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I can't reply about PostGres as a DBMS, but what I can respond to is your implicit question about having the repository DBMS on the PowerCenter server.
Sorry for the long mail, it's my goal to explain my thoughts.
As a matter of fact many partner companies (and consultants / sales consultants at Informatica) work with virtual machines running a DBMS plus PowerCenter / IDQ. That's for sure not perfect in terms of performance, but it's quite common and works well for smaller data sets.
What is a small data set? Not easy to say. As always it depends, so I won't go into more detail here. No use. Personally I think there are more important aspects to ponder.
What is more important is where data are stored. A (virtual or physical) machine running a repository DB plus PowerCenter / IDQ doesn't run a whole DWH. This is important because data are processed on that machine but transported from/to somewhere else. As data are stored somewhere else, this means that data are transported (usually) via network connections, and that's it; the machine doesn't have to run the DBMS, it doesn't have to organise the files holding those data, there's no need to update and store indexes, and so on.
Talking about "storing a record in a DBMS" sounds simple, but the actual process is pretty complex and complicated. No matter whether it's a relational or a columnar DBMS, some network DB, a hierarchical database, or "only" a complex file structure: storing data on that machine is a big deal. So, the more work is associated to store / retrieve particular records, the more CPU power and RAM will be needed to perform these processes.
From this point of view it seems logical that heavy DBMS work is "bad" for performance. If a DWH is stored on the same machine as a PowerCenter / IDQ installation plus repositories, then this machine very likely needs notably more resources to store and handle data. At least when compared to a machine which doesn't house a DWH.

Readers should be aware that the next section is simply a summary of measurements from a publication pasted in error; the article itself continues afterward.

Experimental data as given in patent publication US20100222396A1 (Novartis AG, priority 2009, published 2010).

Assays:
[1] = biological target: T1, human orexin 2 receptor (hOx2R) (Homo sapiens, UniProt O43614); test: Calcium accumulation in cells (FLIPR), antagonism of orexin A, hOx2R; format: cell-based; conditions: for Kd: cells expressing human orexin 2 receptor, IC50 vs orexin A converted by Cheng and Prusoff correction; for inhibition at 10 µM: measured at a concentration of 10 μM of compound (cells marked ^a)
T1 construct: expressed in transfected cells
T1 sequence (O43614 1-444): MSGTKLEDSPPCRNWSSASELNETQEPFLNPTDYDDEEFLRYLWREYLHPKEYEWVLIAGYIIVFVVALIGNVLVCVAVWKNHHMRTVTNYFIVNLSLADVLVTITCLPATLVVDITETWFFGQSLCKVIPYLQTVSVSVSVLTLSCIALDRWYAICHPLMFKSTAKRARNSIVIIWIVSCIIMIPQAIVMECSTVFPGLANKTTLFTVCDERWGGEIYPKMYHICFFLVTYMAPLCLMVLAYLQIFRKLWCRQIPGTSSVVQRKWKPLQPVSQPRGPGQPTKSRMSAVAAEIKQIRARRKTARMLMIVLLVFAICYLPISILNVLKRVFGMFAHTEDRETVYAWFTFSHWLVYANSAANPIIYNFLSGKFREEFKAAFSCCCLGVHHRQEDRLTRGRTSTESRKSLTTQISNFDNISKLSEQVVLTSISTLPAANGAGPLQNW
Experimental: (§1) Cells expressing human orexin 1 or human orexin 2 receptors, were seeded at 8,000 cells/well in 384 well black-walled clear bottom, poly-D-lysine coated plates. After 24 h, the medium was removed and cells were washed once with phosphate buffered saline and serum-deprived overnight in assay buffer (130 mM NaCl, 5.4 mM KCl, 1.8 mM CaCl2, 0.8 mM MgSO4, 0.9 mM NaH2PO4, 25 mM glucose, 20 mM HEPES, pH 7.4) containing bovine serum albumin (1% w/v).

Obvious, I know, but it fits my personal experience:
From 2005 until 2013 I've been working for a German government agency. The AIX machine held a DB2 instance plus PowerCenter. The machine was neither particularly weak nor particularly strong. The DB2 installation was used for the repositories as well as for the "DWH". The PowerCenter processes were extremely variable in terms of sizing and of complexity. But all tests we executed didn't show heavy performance impact by the repositories except when using versioned repositories (this does have severe impact on performance).
After this I've worked for a German insurance company. They switched from HP-UX to Windows at that time, and in addition they moved the DWH to a separate machine. And that made a HUGE impact. Not only that the Windows machine had notably more RAM than the HP-UX server, it didn't have to run the DWH DBMS. The new machines outperformed the old installation by several factors (in some cases the total runtime decreased to <10%).
Long story short end: if you run repository databases on the PowerCenter / IDQ machine, I am confident that the performance impact will be rather low (but will be higher if you enable version control). Just make sure that data are not stored on that machine (except in "plain" text files).
Nico – thanks for the great response. You always bring great perspective to the questions here on the forums.
You note: “From this point of view it seems logical that heavy DBMS work is "bad" for performance. If a DWH is stored on the same machine as a PowerCenter / IDQ installation plus repositories, then this machine very likely needs notably more resources to store and handle data. At least when compared to a machine which doesn't house a DWH.”
Which makes a lot of sense. Another consideration with this kind of installation involves licensing – if we find that the server needs additional cores to support the DB tier for the given use case, we can’t just add cores and necessarily stay compliant with the license. We might find ourselves having to move the DB application off of the server anyway to improve performance.